THE IMPACT OF TEACHER-STUDENT INTERACTIONS ON STUDENT MOTIVATION AND ACHIEVEMENT
Teachers who take time to create classroom environments that promote positive cultures can motivate students to channel their energies and desires to reach their goals. Using Vroom’s Expectancy Theory as theoretical framework of this study, the researcher explored as to what extent teachers and students differ in their perceptions of teacher-student interaction and their relationships to student motivation and achievement. Based on the expectancy theory, individuals are motivated by the desire to experience positive instead of negative outcomes. In this study, the researcher conceptualized the importance of classroom environments that promote healthy teacher-student interactions. Descriptive-correlational method was used to find out the extent of relationships between and among the variables included in the study. A sample of 175 or 55% of teacher education students and 61% of their teachers were involved in the study. Two sets of modified questionnaires were used to gather data about teacher-student interactions and motivation strategies with reliability index of 0.80. Paired samples test on teacher-student interactions did not show significant difference t (.091) df (10) as perceived by both students and teachers. The relationships between teacher-students’ interaction and motivation and between achievement and motivation were not statistically significant. However, Pearson r indicated a significant relationship at 0.01 level between teacher-students’ interaction and achievement. The findings of this study imply that the continuing professional development of faculty may include workshops to share best practices in building positive relationships that can influence student achievement and motivation.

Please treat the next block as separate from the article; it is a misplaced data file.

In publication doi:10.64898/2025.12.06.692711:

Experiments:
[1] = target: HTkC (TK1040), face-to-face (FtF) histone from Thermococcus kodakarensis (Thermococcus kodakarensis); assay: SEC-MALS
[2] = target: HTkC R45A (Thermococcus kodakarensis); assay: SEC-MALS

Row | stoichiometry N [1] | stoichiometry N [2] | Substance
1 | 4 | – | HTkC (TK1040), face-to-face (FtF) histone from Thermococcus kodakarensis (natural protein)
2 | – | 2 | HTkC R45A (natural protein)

impact, teacher-student interaction, student motivation, achievement